Business

Insurers reject NAICOM’s offer on segmentation of capital

Insurers have said they would not accept the offer by the National Insurance Commission’s (NAICOM’s) on segmentation of required capital and extension of deadline in its bid to recapitalise the industry.

According to Insurers, they are downcast that the Commission has refused to yield to their plea for NAICOM to recognise the billions of naira that has accumulated in their various contingency reserves as part of capital for recapitalisation.

Contingency reserve, in insurance, is the cash insurers set aside above the legal requirements to cover unexpected or unforeseen losses. It may be used to pay out claims or other underwriting expenses in the event that the money brought in from premiums and the loss reserves are not enough to cover costs.

The contingency reserve is saved from three per cent of Gross Premium Written (GPW) of insurance business or 15 per cent of Profit After Tax (PAT), whichever is higher.

It was gathered that many insurance companies have billions in their contingency reserves that can enable them meet the recapitalisation mandate if the regulator allows them add the money to their current minimum paid-up capital.

Aside the contingency reserve issue, the operators are also unhappy that NAICOM has not been able to provide the palliative promised to help reduce the cost of recapitalisation.

“The Commission didn’t do anything that we should appreciate. What is an extension without palliative? It amounts to nothing. There are some palliative that the Commission promised to help us get to ease the cost of recapitalisation.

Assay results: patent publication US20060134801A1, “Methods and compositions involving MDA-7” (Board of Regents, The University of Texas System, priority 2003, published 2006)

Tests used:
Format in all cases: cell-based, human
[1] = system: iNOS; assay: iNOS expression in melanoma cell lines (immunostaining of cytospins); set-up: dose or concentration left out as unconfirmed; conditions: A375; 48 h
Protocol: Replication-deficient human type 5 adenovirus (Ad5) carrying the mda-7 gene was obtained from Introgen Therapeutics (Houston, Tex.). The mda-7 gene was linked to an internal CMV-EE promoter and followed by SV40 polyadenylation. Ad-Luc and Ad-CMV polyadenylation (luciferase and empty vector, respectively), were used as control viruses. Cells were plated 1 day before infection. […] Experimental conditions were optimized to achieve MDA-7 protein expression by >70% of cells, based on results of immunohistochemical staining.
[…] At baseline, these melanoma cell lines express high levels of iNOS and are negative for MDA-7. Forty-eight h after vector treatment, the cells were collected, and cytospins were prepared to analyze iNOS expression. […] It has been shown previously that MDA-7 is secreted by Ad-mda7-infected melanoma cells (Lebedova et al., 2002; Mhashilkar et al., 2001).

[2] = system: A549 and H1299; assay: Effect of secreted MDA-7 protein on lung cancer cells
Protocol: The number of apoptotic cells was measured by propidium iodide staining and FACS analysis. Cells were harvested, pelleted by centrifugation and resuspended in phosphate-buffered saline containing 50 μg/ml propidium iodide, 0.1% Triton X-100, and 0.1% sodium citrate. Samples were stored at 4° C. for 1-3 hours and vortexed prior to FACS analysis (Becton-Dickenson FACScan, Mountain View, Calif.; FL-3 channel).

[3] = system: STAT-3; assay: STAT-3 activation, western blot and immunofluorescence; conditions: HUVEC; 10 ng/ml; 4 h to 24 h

“The palliative is what will help the industry not to lose money to double taxation by the Federal Inland Revenue Service (FIRS) while we will also be relieve of some charges by the Securities and Exchange Commission (NSE),” a top executive of one of the insurance firms said.

Another CEO said after the first recapitalisation guideline, the Commission promised to help get stimulus. But this is the third time they are releasing a guideline and they have not been able to provide any stimulus that can make us grow.

“We are not happy that the chosen definition of capital of minimum paid-up share capital will make us to lose money. They say they are relying on Insurance Act 2003 which some people in 2007 realised we shouldn’t have followed. We believe the requirementfor recapitalisation is a means of punishing us because the Commission believes we did not support the Tier-Based requirement that was first proposed. We have money for recapitalisation but it is the tax that will kill us that is the problem,” he added.

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